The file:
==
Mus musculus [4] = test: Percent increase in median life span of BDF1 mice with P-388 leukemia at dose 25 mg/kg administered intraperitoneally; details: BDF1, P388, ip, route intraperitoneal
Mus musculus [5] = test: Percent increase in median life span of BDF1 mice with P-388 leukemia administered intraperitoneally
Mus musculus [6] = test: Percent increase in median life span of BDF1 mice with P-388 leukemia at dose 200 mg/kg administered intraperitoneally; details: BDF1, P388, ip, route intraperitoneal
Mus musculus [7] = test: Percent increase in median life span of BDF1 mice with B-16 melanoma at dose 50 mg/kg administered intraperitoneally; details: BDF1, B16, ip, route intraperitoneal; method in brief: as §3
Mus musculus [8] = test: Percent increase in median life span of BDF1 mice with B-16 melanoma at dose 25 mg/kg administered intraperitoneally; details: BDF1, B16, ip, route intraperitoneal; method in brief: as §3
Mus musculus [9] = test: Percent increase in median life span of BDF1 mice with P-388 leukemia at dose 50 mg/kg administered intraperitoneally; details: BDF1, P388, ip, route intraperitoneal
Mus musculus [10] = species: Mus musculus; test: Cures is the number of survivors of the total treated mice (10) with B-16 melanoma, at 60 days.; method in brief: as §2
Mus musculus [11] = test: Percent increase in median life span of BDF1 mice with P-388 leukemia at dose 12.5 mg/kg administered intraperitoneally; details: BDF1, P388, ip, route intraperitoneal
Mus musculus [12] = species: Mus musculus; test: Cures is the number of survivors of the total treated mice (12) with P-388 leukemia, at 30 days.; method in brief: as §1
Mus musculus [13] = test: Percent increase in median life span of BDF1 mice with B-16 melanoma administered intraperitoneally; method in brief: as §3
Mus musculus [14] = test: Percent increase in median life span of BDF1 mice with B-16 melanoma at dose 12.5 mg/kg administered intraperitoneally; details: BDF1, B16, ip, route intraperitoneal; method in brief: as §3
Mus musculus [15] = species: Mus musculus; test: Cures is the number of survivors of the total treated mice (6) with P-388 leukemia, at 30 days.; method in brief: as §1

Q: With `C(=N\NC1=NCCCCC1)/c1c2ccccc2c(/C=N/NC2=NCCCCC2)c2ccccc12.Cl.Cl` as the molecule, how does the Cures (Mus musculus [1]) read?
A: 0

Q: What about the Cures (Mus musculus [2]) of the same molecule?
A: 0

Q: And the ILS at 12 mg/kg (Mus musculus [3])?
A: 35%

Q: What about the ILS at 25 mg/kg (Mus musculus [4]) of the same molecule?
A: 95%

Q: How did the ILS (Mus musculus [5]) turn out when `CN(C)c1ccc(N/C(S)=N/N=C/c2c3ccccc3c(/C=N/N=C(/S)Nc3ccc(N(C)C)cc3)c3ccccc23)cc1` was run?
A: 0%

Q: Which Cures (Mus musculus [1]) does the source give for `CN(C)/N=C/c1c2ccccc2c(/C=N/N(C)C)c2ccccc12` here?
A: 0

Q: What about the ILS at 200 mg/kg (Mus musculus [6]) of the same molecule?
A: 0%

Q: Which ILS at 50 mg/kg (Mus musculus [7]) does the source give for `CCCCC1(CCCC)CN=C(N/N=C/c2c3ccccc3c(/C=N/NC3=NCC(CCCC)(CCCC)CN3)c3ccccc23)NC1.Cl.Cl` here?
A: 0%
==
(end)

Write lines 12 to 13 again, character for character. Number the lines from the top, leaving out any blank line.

Mus musculus [15] = species: Mus musculus; test: Cures is the number of survivors of the total treated mice (6) with P-388 leukemia, at 30 days.; method in brief: as §1

Q: With `C(=N\NC1=NCCCCC1)/c1c2ccccc2c(/C=N/NC2=NCCCCC2)c2ccccc12.Cl.Cl` as the molecule, how does the Cures (Mus musculus [1]) read?